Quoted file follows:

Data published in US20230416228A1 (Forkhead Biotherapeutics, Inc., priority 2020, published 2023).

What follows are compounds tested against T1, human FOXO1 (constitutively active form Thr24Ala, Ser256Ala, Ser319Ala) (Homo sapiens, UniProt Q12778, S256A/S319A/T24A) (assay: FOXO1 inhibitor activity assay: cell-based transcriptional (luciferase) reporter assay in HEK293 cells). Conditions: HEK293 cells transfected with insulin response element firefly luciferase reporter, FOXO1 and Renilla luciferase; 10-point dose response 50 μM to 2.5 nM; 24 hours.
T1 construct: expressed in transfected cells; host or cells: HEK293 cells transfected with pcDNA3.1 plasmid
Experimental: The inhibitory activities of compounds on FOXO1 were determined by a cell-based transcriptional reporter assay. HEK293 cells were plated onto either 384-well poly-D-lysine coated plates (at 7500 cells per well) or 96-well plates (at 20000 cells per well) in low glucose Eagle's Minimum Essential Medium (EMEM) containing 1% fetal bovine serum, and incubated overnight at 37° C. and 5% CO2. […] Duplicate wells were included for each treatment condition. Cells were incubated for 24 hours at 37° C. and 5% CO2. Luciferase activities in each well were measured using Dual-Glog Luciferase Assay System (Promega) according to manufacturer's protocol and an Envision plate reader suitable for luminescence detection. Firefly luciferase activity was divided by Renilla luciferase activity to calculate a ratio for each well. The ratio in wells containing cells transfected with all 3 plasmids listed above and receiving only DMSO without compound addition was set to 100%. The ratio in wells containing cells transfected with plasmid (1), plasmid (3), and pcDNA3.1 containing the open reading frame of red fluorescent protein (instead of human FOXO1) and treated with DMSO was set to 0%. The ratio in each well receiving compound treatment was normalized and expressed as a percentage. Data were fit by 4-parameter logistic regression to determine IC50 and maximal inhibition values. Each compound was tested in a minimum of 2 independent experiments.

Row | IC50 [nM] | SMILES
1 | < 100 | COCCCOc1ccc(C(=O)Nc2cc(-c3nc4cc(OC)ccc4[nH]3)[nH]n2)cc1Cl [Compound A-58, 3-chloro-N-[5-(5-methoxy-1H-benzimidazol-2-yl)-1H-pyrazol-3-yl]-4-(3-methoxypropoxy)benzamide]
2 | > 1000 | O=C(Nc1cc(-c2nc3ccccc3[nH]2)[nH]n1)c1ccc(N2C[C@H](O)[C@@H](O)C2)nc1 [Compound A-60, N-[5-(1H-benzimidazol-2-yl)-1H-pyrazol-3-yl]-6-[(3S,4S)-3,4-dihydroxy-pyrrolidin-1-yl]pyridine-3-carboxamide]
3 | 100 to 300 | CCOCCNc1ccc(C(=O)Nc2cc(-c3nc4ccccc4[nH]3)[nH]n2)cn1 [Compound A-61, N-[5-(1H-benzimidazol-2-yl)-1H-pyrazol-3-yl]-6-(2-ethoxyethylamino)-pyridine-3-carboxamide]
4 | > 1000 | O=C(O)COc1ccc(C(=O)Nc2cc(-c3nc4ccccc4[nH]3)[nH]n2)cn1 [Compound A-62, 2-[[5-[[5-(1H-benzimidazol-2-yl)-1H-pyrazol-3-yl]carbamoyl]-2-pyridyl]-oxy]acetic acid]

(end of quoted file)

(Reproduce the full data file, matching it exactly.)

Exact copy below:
Data published in US20230416228A1 (Forkhead Biotherapeutics, Inc., priority 2020, published 2023).

What follows are compounds tested against T1, human FOXO1 (constitutively active form Thr24Ala, Ser256Ala, Ser319Ala) (Homo sapiens, UniProt Q12778, S256A/S319A/T24A) (assay: FOXO1 inhibitor activity assay: cell-based transcriptional (luciferase) reporter assay in HEK293 cells). Conditions: HEK293 cells transfected with insulin response element firefly luciferase reporter, FOXO1 and Renilla luciferase; 10-point dose response 50 μM to 2.5 nM; 24 hours.
T1 construct: expressed in transfected cells; host or cells: HEK293 cells transfected with pcDNA3.1 plasmid
Experimental: The inhibitory activities of compounds on FOXO1 were determined by a cell-based transcriptional reporter assay. HEK293 cells were plated onto either 384-well poly-D-lysine coated plates (at 7500 cells per well) or 96-well plates (at 20000 cells per well) in low glucose Eagle's Minimum Essential Medium (EMEM) containing 1% fetal bovine serum, and incubated overnight at 37° C. and 5% CO2. […] Duplicate wells were included for each treatment condition. Cells were incubated for 24 hours at 37° C. and 5% CO2. Luciferase activities in each well were measured using Dual-Glog Luciferase Assay System (Promega) according to manufacturer's protocol and an Envision plate reader suitable for luminescence detection. Firefly luciferase activity was divided by Renilla luciferase activity to calculate a ratio for each well. The ratio in wells containing cells transfected with all 3 plasmids listed above and receiving only DMSO without compound addition was set to 100%. The ratio in wells containing cells transfected with plasmid (1), plasmid (3), and pcDNA3.1 containing the open reading frame of red fluorescent protein (instead of human FOXO1) and treated with DMSO was set to 0%. The ratio in each well receiving compound treatment was normalized and expressed as a percentage. Data were fit by 4-parameter logistic regression to determine IC50 and maximal inhibition values. Each compound was tested in a minimum of 2 independent experiments.

Row | IC50 [nM] | SMILES
1 | < 100 | COCCCOc1ccc(C(=O)Nc2cc(-c3nc4cc(OC)ccc4[nH]3)[nH]n2)cc1Cl [Compound A-58, 3-chloro-N-[5-(5-methoxy-1H-benzimidazol-2-yl)-1H-pyrazol-3-yl]-4-(3-methoxypropoxy)benzamide]
2 | > 1000 | O=C(Nc1cc(-c2nc3ccccc3[nH]2)[nH]n1)c1ccc(N2C[C@H](O)[C@@H](O)C2)nc1 [Compound A-60, N-[5-(1H-benzimidazol-2-yl)-1H-pyrazol-3-yl]-6-[(3S,4S)-3,4-dihydroxy-pyrrolidin-1-yl]pyridine-3-carboxamide]
3 | 100 to 300 | CCOCCNc1ccc(C(=O)Nc2cc(-c3nc4ccccc4[nH]3)[nH]n2)cn1 [Compound A-61, N-[5-(1H-benzimidazol-2-yl)-1H-pyrazol-3-yl]-6-(2-ethoxyethylamino)-pyridine-3-carboxamide]
4 | > 1000 | O=C(O)COc1ccc(C(=O)Nc2cc(-c3nc4ccccc4[nH]3)[nH]n2)cn1 [Compound A-62, 2-[[5-[[5-(1H-benzimidazol-2-yl)-1H-pyrazol-3-yl]carbamoyl]-2-pyridyl]-oxy]acetic acid]